The primary queen is first to aggressively defend her nest and her oldest workers will join her in that effort. People and animals that disturb nests may be stung multiple times as wasps do not die after one sting (like honeybees do). Aside from possibly suffering from painful stings, Northern Paper Wasps actually do a great job of removing plant-devouring caterpillars from gardens. The adults eat them and will also use them to feed to their larvae when they hatch. They are so effective at this pest control that they are welcome sights in organic gardens since their presence negates the need for chemical pesticides.
This particular species of paper wasp contains multiple fertile females for a short time, though one queen dominates all of them. She hatches just before winter and quickly mates with males before hibernating. In the spring, she establishes her nest by laying her eggs. Most of these are workers that are sterile. Fertile females and males are usually born in late summer and mate before they overwinter and establish their own nests the next spring. Once these fertile females hatch, though, they quickly come to understand their position in the social ranking. The primary queen eats any eggs that are not her own. She tells them apart by using a chemical to 'tag' her own eggs and she avoids them. This way, she quashes any attempts to usurp her authority while she's still living. She, her workers and any males do not survive past autumn.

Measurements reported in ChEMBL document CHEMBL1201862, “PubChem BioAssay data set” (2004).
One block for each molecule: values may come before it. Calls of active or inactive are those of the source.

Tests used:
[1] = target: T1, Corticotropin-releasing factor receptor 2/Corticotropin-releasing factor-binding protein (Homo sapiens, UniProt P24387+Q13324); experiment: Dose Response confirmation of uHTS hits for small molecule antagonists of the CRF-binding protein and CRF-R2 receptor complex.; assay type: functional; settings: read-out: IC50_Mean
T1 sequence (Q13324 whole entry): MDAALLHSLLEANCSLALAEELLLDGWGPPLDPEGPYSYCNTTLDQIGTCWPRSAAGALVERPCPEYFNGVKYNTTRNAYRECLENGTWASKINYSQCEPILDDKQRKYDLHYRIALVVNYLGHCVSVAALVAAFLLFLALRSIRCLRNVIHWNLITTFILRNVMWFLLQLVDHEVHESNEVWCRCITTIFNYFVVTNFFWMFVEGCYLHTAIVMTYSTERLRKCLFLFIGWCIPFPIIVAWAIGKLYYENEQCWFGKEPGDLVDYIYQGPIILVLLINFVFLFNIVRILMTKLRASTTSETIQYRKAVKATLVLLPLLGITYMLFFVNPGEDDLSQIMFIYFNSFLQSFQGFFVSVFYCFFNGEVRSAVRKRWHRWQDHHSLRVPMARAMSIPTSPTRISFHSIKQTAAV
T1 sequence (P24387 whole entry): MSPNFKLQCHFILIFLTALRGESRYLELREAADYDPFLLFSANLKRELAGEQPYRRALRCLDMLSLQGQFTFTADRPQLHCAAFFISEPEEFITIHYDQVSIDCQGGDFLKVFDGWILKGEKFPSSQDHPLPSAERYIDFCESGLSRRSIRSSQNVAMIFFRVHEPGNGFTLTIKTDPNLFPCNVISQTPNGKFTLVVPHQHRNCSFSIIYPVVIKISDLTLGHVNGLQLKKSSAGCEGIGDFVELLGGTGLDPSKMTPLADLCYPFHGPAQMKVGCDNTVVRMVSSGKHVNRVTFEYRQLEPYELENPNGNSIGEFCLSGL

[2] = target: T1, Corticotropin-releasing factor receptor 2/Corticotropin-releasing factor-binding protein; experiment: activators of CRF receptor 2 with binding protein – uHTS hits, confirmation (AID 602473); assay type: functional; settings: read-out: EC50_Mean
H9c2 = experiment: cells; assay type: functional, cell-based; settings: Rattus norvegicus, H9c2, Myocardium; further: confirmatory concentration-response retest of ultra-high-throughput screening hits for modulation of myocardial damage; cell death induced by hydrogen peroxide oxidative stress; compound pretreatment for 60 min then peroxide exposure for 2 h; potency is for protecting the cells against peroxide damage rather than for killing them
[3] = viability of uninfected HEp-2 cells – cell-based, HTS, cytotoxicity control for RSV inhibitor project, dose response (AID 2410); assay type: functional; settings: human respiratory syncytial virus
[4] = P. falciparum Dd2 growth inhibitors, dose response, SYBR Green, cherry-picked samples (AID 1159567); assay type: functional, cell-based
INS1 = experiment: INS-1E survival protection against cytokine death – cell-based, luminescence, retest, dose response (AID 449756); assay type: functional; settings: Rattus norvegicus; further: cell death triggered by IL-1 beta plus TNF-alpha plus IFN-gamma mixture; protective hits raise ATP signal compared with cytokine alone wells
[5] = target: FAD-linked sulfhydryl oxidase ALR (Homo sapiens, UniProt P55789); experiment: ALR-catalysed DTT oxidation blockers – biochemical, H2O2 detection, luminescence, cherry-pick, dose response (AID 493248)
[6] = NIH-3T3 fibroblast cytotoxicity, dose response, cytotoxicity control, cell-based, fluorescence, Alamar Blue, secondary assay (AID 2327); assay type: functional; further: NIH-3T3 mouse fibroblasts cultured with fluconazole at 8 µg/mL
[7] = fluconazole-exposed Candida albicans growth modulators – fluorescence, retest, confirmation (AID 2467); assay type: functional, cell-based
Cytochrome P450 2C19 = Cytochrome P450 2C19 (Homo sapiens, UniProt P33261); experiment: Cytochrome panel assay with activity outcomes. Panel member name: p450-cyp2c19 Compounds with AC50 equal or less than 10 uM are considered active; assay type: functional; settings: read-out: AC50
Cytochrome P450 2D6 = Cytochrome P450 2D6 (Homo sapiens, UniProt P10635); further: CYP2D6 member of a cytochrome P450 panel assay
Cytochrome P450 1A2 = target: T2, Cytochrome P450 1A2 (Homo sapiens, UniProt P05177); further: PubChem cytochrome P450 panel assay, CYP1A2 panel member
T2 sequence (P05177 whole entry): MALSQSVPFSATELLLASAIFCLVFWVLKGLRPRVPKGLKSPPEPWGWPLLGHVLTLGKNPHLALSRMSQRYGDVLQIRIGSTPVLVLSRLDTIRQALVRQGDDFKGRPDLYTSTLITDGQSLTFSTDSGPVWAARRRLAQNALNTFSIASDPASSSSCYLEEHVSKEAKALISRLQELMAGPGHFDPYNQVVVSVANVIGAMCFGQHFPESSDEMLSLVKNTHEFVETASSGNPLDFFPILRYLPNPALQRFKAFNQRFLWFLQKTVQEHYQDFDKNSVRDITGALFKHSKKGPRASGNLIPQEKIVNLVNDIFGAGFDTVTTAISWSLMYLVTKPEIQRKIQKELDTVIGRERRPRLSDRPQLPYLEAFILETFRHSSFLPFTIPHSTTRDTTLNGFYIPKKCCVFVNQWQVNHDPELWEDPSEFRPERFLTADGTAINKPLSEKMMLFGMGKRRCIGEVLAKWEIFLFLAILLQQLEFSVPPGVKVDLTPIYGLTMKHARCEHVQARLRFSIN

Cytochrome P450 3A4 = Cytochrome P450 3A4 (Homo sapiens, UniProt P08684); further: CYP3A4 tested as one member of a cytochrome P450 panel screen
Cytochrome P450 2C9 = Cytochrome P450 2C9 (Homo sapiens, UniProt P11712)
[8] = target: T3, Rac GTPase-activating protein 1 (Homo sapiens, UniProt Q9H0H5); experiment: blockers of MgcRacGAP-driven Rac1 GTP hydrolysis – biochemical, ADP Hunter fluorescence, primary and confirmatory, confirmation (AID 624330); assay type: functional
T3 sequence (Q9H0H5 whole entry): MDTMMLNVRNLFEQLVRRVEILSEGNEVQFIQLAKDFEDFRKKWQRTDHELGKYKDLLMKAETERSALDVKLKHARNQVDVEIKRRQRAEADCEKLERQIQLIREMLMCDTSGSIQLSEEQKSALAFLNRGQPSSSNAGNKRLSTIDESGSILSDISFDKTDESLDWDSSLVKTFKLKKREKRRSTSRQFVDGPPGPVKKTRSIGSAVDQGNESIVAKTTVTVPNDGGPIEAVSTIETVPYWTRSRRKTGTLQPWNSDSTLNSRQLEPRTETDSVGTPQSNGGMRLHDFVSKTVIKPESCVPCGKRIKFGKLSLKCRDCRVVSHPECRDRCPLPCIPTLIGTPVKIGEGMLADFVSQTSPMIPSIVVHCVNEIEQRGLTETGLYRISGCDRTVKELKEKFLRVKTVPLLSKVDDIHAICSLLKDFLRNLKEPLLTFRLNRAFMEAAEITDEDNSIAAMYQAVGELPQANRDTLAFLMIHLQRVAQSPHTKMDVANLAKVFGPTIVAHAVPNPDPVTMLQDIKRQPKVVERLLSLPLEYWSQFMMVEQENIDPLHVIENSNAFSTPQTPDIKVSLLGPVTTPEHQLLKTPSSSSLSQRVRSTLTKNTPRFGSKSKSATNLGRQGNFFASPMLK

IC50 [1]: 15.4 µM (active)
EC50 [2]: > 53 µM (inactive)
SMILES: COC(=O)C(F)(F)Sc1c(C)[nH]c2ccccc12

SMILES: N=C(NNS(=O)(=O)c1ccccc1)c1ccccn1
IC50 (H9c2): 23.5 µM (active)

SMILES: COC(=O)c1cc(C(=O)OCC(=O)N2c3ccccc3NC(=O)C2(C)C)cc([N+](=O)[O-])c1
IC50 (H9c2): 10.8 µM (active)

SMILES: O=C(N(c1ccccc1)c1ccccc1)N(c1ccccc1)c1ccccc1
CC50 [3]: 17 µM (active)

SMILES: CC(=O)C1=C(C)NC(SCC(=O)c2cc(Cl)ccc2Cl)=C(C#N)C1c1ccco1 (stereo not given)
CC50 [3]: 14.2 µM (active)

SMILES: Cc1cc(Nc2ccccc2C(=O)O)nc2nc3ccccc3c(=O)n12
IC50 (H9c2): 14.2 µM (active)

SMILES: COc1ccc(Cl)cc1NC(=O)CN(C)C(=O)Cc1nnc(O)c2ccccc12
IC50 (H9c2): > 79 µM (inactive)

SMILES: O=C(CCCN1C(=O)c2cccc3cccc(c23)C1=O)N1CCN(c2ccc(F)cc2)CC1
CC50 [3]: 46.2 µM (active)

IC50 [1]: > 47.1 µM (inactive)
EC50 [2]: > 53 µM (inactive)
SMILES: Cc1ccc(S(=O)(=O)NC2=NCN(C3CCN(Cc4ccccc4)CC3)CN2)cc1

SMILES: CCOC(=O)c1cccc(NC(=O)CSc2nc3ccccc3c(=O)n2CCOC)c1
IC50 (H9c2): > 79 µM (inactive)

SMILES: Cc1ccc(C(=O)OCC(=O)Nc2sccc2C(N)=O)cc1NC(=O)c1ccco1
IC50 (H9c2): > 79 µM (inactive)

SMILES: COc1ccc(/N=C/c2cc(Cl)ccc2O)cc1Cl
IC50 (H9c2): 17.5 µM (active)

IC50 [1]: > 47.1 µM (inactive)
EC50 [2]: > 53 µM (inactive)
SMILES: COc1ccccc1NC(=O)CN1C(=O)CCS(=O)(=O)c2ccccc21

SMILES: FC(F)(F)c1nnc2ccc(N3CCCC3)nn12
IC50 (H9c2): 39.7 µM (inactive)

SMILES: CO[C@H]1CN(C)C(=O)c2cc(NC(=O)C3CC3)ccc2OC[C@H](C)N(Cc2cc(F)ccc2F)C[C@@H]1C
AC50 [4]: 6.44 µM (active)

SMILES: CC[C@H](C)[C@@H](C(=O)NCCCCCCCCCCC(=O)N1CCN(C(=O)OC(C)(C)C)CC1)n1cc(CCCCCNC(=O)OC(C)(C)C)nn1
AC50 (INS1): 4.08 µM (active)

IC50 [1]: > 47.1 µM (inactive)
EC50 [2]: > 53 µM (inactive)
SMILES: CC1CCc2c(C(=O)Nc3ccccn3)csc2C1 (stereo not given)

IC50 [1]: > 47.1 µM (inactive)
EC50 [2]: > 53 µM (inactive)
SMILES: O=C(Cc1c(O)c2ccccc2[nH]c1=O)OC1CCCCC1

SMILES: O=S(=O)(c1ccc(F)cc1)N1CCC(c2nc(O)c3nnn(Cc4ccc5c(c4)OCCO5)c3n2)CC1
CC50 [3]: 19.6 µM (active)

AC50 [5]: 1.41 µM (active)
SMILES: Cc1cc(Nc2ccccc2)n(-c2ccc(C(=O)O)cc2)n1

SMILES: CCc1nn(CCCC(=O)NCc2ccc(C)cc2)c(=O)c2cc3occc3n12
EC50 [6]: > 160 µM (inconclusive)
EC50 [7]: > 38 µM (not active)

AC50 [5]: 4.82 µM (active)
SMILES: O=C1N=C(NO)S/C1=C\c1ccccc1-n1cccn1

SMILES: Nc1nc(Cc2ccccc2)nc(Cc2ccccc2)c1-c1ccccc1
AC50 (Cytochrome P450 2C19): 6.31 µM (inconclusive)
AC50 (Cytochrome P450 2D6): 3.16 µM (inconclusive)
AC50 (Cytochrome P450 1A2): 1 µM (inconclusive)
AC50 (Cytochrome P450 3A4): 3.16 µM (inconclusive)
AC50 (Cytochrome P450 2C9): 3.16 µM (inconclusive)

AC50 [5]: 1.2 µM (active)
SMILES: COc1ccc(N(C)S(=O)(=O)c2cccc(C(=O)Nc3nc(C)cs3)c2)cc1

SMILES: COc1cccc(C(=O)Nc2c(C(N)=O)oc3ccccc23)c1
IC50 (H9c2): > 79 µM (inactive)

A study was done to see what role facial recognition plays in the socialization of this species. Northern Paper Wasps can tell the difference between their own species and other wasps in the same genus (cousins). They become physically aggressive toward them and attack them to protect their nest. It was a novel discovery for an insect species.